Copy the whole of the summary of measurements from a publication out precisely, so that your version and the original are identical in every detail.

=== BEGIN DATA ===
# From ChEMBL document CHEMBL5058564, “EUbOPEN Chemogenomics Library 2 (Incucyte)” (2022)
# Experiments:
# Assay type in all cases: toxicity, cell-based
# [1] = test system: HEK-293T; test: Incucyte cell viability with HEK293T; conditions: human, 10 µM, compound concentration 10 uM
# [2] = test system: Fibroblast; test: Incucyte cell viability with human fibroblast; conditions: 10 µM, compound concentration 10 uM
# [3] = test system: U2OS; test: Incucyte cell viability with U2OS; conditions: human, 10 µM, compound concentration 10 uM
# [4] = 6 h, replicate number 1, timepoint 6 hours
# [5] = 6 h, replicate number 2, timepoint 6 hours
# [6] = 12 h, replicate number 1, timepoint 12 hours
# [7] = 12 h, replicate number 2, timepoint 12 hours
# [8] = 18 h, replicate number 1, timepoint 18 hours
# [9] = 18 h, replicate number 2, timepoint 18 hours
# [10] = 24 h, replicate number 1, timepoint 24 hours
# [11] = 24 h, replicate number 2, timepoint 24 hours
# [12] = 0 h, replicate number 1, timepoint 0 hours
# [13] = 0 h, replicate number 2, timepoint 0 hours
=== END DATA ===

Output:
# From ChEMBL document CHEMBL5058564, “EUbOPEN Chemogenomics Library 2 (Incucyte)” (2022)
# Experiments:
# Assay type in all cases: toxicity, cell-based
# [1] = test system: HEK-293T; test: Incucyte cell viability with HEK293T; conditions: human, 10 µM, compound concentration 10 uM
# [2] = test system: Fibroblast; test: Incucyte cell viability with human fibroblast; conditions: 10 µM, compound concentration 10 uM
# [3] = test system: U2OS; test: Incucyte cell viability with U2OS; conditions: human, 10 µM, compound concentration 10 uM
# [4] = 6 h, replicate number 1, timepoint 6 hours
# [5] = 6 h, replicate number 2, timepoint 6 hours
# [6] = 12 h, replicate number 1, timepoint 12 hours
# [7] = 12 h, replicate number 2, timepoint 12 hours
# [8] = 18 h, replicate number 1, timepoint 18 hours
# [9] = 18 h, replicate number 2, timepoint 18 hours
# [10] = 24 h, replicate number 1, timepoint 24 hours
# [11] = 24 h, replicate number 2, timepoint 24 hours
# [12] = 0 h, replicate number 1, timepoint 0 hours
# [13] = 0 h, replicate number 2, timepoint 0 hours